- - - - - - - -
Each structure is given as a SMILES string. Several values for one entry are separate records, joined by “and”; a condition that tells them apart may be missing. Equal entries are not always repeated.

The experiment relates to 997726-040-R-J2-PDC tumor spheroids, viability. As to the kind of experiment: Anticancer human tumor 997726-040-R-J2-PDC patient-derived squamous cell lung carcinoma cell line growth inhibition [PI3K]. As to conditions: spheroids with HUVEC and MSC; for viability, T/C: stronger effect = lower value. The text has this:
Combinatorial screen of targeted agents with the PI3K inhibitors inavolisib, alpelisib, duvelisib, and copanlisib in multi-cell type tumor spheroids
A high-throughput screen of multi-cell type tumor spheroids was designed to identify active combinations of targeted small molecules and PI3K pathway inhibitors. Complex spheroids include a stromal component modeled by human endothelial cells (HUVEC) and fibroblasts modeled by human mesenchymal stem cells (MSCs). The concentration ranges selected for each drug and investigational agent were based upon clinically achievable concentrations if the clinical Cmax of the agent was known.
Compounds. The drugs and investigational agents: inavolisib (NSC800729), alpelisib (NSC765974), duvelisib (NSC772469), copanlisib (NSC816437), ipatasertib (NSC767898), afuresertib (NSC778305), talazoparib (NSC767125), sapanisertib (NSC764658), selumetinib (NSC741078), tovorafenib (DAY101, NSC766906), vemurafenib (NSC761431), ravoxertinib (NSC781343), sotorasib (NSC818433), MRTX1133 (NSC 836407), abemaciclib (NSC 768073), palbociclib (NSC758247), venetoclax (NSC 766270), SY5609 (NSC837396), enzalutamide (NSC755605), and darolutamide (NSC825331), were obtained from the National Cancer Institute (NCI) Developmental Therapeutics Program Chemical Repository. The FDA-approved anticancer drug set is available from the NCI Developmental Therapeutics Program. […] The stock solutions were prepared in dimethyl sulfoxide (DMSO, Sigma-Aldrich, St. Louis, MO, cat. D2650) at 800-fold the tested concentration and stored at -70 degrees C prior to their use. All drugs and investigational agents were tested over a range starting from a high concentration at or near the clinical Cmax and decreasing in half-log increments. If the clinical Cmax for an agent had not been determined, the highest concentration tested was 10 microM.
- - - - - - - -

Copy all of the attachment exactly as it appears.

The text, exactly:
Each structure is given as a SMILES string. Several values for one entry are separate records, joined by “and”; a condition that tells them apart may be missing. Equal entries are not always repeated.

The experiment relates to 997726-040-R-J2-PDC tumor spheroids, viability. As to the kind of experiment: Anticancer human tumor 997726-040-R-J2-PDC patient-derived squamous cell lung carcinoma cell line growth inhibition [PI3K]. As to conditions: spheroids with HUVEC and MSC; for viability, T/C: stronger effect = lower value. The text has this:
Combinatorial screen of targeted agents with the PI3K inhibitors inavolisib, alpelisib, duvelisib, and copanlisib in multi-cell type tumor spheroids
A high-throughput screen of multi-cell type tumor spheroids was designed to identify active combinations of targeted small molecules and PI3K pathway inhibitors. Complex spheroids include a stromal component modeled by human endothelial cells (HUVEC) and fibroblasts modeled by human mesenchymal stem cells (MSCs). The concentration ranges selected for each drug and investigational agent were based upon clinically achievable concentrations if the clinical Cmax of the agent was known.
Compounds. The drugs and investigational agents: inavolisib (NSC800729), alpelisib (NSC765974), duvelisib (NSC772469), copanlisib (NSC816437), ipatasertib (NSC767898), afuresertib (NSC778305), talazoparib (NSC767125), sapanisertib (NSC764658), selumetinib (NSC741078), tovorafenib (DAY101, NSC766906), vemurafenib (NSC761431), ravoxertinib (NSC781343), sotorasib (NSC818433), MRTX1133 (NSC 836407), abemaciclib (NSC 768073), palbociclib (NSC758247), venetoclax (NSC 766270), SY5609 (NSC837396), enzalutamide (NSC755605), and darolutamide (NSC825331), were obtained from the National Cancer Institute (NCI) Developmental Therapeutics Program Chemical Repository. The FDA-approved anticancer drug set is available from the NCI Developmental Therapeutics Program. […] The stock solutions were prepared in dimethyl sulfoxide (DMSO, Sigma-Aldrich, St. Louis, MO, cat. D2650) at 800-fold the tested concentration and stored at -70 degrees C prior to their use. All drugs and investigational agents were tested over a range starting from a high concentration at or near the clinical Cmax and decreasing in half-log increments. If the clinical Cmax for an agent had not been determined, the highest concentration tested was 10 microM.